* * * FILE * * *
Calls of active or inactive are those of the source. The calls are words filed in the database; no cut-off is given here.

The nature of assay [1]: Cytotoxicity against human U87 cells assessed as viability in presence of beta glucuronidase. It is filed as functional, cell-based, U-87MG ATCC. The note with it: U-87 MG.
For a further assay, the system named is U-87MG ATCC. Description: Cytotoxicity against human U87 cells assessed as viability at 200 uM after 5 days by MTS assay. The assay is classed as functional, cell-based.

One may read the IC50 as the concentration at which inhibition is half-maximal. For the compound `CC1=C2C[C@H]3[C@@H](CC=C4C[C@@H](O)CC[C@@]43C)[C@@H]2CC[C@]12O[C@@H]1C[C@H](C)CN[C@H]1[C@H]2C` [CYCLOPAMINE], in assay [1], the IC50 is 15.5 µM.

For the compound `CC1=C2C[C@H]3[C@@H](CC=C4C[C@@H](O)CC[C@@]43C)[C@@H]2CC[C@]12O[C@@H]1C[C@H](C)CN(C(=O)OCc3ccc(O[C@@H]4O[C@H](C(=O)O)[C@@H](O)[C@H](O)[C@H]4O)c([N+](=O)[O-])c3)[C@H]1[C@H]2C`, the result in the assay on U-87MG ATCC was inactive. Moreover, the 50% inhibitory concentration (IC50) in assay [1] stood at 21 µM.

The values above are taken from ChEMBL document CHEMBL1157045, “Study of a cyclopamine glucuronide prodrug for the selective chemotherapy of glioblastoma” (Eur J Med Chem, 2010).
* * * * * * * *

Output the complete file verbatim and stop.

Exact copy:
Calls of active or inactive are those of the source. The calls are words filed in the database; no cut-off is given here.

The nature of assay [1]: Cytotoxicity against human U87 cells assessed as viability in presence of beta glucuronidase. It is filed as functional, cell-based, U-87MG ATCC. The note with it: U-87 MG.
For a further assay, the system named is U-87MG ATCC. Description: Cytotoxicity against human U87 cells assessed as viability at 200 uM after 5 days by MTS assay. The assay is classed as functional, cell-based.

One may read the IC50 as the concentration at which inhibition is half-maximal. For the compound `CC1=C2C[C@H]3[C@@H](CC=C4C[C@@H](O)CC[C@@]43C)[C@@H]2CC[C@]12O[C@@H]1C[C@H](C)CN[C@H]1[C@H]2C` [CYCLOPAMINE], in assay [1], the IC50 is 15.5 µM.

For the compound `CC1=C2C[C@H]3[C@@H](CC=C4C[C@@H](O)CC[C@@]43C)[C@@H]2CC[C@]12O[C@@H]1C[C@H](C)CN(C(=O)OCc3ccc(O[C@@H]4O[C@H](C(=O)O)[C@@H](O)[C@H](O)[C@H]4O)c([N+](=O)[O-])c3)[C@H]1[C@H]2C`, the result in the assay on U-87MG ATCC was inactive. Moreover, the 50% inhibitory concentration (IC50) in assay [1] stood at 21 µM.

The values above are taken from ChEMBL document CHEMBL1157045, “Study of a cyclopamine glucuronide prodrug for the selective chemotherapy of glioblastoma” (Eur J Med Chem, 2010).